Compensating for “Disappeared” Money
Originally Posted on the Huffington Post
Republican presidential candidates are confused when they attack the Fed for “printing money.” So are many others. The Fed was created in 1913 precisely to “print money” when it was needed because leaders 100 years ago understood that when goods and labor are plentiful and money is scarce it penalizes industrious Americans.
In 1913 it was southerners who especially wanted a money supply that could grow as needed. Southern farmers were often cash-strapped and indebted and needed easier credit and a more flexible money supply. Southern congressional leaders also understood that money is something that governments and banking systems can create and that there is no good reason for it to be scarce when plenty of products and labor are available.
In 1913 southerners had a large role in shaping the Fed. They wanted money and credit to be more easily available but they strongly preferred a semi-private largely independent money-creating Fed to the alternative, a federally controlled money-creating Treasury. When President Woodrow Wilson and Congress compromised to create the Fed the deal struck with southerners gave the Fed an important role in creating money and limited the role of the Federal Treasury.
The Fed as it was designed can create money in two ways. It can buy bonds or other assets from private banks or others as it did recently in QE 1 and QE 2, giving the banks money to lend in the process. Banks, it was assumed, would always want to lend the money they got from the Fed, a process that creates additional money and eventually jobs.
More rarely, the Fed has created money by buying U.S. government bonds directly from the Treasury as it did during World Wars I and II. This provides the government with money and creates employment for tens of millions of Americans as the experience of the two wars clearly shows.
An essential point that confuses the Republican candidates and others is that banks have to lend the funds the Fed provides and borrowers have to spend them before jobs are created. If money just sits in bank vaults as “excess reserves” or is used by banks to buy other “paper,” little money gets into the real economy to create jobs no matter how many bonds and assets the Fed buys to pump up money supply.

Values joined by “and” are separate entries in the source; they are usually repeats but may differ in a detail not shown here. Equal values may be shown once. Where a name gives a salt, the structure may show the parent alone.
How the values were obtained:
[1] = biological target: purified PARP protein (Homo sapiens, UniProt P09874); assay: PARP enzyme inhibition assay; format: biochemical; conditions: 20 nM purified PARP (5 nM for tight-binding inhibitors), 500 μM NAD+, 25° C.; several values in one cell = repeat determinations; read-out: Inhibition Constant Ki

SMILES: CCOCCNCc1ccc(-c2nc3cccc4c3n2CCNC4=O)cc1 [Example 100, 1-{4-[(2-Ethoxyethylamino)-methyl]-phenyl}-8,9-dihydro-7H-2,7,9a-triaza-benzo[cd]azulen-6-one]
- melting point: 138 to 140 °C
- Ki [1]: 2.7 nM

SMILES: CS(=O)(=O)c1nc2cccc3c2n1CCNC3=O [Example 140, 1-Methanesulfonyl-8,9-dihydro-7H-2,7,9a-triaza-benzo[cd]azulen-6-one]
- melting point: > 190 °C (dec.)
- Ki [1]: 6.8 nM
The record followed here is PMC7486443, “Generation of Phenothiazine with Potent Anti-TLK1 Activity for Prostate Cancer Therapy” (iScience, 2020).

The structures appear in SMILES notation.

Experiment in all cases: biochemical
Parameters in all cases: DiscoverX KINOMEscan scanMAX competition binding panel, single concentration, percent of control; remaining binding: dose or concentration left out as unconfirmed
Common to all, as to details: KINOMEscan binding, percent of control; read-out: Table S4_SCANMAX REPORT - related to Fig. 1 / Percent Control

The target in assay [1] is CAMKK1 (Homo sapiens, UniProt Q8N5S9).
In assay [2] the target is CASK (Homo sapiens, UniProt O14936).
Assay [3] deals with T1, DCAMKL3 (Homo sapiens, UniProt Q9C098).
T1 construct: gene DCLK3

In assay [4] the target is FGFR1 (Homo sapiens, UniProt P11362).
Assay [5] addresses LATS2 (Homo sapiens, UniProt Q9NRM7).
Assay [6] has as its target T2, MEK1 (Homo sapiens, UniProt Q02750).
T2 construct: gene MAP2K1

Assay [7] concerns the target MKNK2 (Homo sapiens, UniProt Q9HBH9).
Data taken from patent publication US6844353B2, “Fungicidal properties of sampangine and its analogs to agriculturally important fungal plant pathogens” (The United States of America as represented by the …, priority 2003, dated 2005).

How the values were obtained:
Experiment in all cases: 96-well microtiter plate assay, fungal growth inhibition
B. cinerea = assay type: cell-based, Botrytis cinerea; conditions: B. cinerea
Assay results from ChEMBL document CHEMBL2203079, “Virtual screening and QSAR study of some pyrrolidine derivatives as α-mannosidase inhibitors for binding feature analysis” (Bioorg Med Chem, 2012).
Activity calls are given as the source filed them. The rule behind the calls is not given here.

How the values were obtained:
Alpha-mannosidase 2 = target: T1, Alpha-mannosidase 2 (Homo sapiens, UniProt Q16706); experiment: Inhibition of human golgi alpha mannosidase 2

The money situation today is the opposite of what it was during the housing boom that ended in 2007. Then mortgage lenders, credit card companies and banks were lending all the money the Fed was providing them. Banks kept as little as possible in their vaults and mortgage and credit card companies lent money to anyone who could draw a breath. Governor Perry would surely recognize that this was “printing money.” Today, banks are not lending the money the Fed is making available to them and as a result there is the opposite of a boom.
The cause of the near Depression the U.S. is still experiencing in 2011 is certainly not that the Fed is creating too much money. It is that the collapse of home values and the drop in the value of retirement plans between 2007 and 2009 wiped out 25 percent of the net worth of Americans or $15 trillion. This “disappeared” money, as the Republicans should know, was the nest egg for hundreds of millions of Americans and collateral for a huge amount of job-creating spending.
The Republican candidates, if they were serious people, also would recognize that the disappearance of so much money can not be remedied if the Fed and the government are prevented from trying to compensate for this “disappearance.” 300 million Americans in 2011 are poorer than they were in 2007. The government’s stimulus program and the Fed’s efforts in QE 1 and QE 2 were aimed at filling the enormous hole created by the disappearance of $15 trillion. They have had only modest success for two reasons. Most important, the efforts are dwarfed by the size of the money wealth that disappeared. The other impediment has been that banks have become cautious now as they were incautious during the boom about making loans. It would be good if presidential candidates would focus on these obvious facts.
What the Fed needs to do, if it is able, is buy the bonds of entities that will spend the money the way the government did in World War II. My favorite such entity would be an Infrastructure Bank that could issue bonds to finance roads, airports, communications and other facilities that everyone knows the country needs. The U.S. desperately needs a vast modernization program to remain the World’s leading nation and such a program also would be a huge boon for American business and American workers. This final step, one that will provide money to entities that will surely spend it on things the country needs is the step that creates jobs and growth as all the candidates should know.